Charles Anderson was born in Scotland in 1838. He came to Australia in about 1880. He and his wife Mary Jane had five children.

He established a large hat factory called Anderson and Co in Surry Hills. It was a five story building right behind Durham Hall in Nichols Street.[17] It has since been demolished and replaced by residential units.

Charles Anderson was also a director of City Mutual Life Assurance Society Ltd and was said to be a philanthropist and generous to many charities.

Advertisement for the sale of Durham Hall 1924

His wife Mary Jane died at Durham Hall in 1910.[18] Charles continued to live at Durham Hall until his death in 1924. The property was then sold. The advertisement for the sale describing the house in 1924 is on the left.

Durham Hall as a club[edit]

In 1924 Durham Hall became the German Concordia Club and over the next decade extensive unsympathetic alterations and additions were made. Some of these included a bowling alley and gymnasium. A new façade on the street frontage was also constructed.[19] The Concordia Club closed in 1939 and for the next few years the Master Bakers Association used it as an educational and social club.[20]

In 1943 the American Red Cross turned it into a club for U. S servicemen and added further major additions. This club closed after the War and in 1949 The Commonwealth Bank acquired the premises and made further alterations. In 1979 the National Trust classified the property and in 1982 a Permanent Conservation Order was placed on it.[19]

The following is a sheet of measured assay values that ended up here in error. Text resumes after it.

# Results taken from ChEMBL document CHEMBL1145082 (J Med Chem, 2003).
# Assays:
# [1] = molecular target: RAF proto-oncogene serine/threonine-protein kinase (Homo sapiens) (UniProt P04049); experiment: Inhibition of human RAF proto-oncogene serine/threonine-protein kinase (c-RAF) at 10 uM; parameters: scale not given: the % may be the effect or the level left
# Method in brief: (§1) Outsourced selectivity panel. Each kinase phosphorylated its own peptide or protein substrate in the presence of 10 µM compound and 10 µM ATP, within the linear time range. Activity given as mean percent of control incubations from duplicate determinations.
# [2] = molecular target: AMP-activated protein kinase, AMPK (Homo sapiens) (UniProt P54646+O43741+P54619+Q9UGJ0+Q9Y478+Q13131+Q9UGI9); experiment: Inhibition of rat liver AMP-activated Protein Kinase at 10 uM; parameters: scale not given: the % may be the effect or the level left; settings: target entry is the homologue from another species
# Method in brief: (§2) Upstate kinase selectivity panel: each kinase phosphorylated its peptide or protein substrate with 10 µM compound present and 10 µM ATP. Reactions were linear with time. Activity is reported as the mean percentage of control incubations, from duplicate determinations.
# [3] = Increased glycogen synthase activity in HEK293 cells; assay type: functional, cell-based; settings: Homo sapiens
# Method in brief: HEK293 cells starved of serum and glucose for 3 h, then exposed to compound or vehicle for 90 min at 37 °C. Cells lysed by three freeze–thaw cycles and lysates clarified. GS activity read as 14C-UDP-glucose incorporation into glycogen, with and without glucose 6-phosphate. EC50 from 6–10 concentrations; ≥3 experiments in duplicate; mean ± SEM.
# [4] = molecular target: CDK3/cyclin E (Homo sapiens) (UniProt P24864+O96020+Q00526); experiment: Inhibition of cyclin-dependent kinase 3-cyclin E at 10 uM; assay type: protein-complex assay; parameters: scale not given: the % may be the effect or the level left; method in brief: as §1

In 1983 major restoration of the building was made and unsympathetic additions were removed. Before this work was done the building was unrecognisable. A photo of it at this time was in the Sydney Morning Herald and a link to it on the internet is at this reference.[21]

Today the building is utilised by the Royal College of Pathologists of Australasia.[22]


  1. ^ George Hill: Australian Dictionary of Biography – online edition
  2. ^ a b George Hill: List of former members of the New South Wales Parliament
  3. ^ "Durham Hall". New South Wales Heritage Council. 
  4. ^ a b Rutledge, Martha (1972). Hill, George (1802 - 1883). Australian Dictionary of Biography. Volume 4. Melbourne University Press. pp. 398–399. 
  5. ^ Sydney Morning Herald, 25 June 1832, p. 4.
  6. ^ New South Wales Births Deaths and Marriages
  7. ^ New South Wales, Births, Deaths and Marriages - 123,Vol 25C.
  8. ^ Wentworth Family Tree
  9. ^ New South Wales Births Deaths and Marriages.
  10. ^ Mayors of Sydney
  11. ^ Perdon, R., Sydney ’s Aldermen: a biographical register of Sydney City Aldermen 1842-1992, Sydney City Council, Sydney, 1995
  12. ^ New South Wales Death Certificate - 1896/004756
  13. ^ The Wentworth family tree.
  14. ^ Morning Herald, 21 June 1894, p. 5.
  15. ^ Brisbane Courier, 3 August 1993, p. 4.
  16. ^ Sydney Morning Herald, 23 June 1894, p. 6.
  17. ^ Sydney Morning Herald, 14 August 1912, p. 13.
  18. ^ Sydney Morning Herald, 5 March 1910, pp. 14 and 28.
  19. ^ a b South Wales Heritage Council, “Durham Hall”
  20. ^ Sydney Morning Herald, 3 January 1940, p. 13
  21. ^ Morning Herald, 11 January 1981,
  22. ^ Website of the Royal College of Pathologists of Australasia

Coordinates: 33°53′03″S 151°13′01″E / 33.8842°S 151.2169°E / -33.8842; 151.2169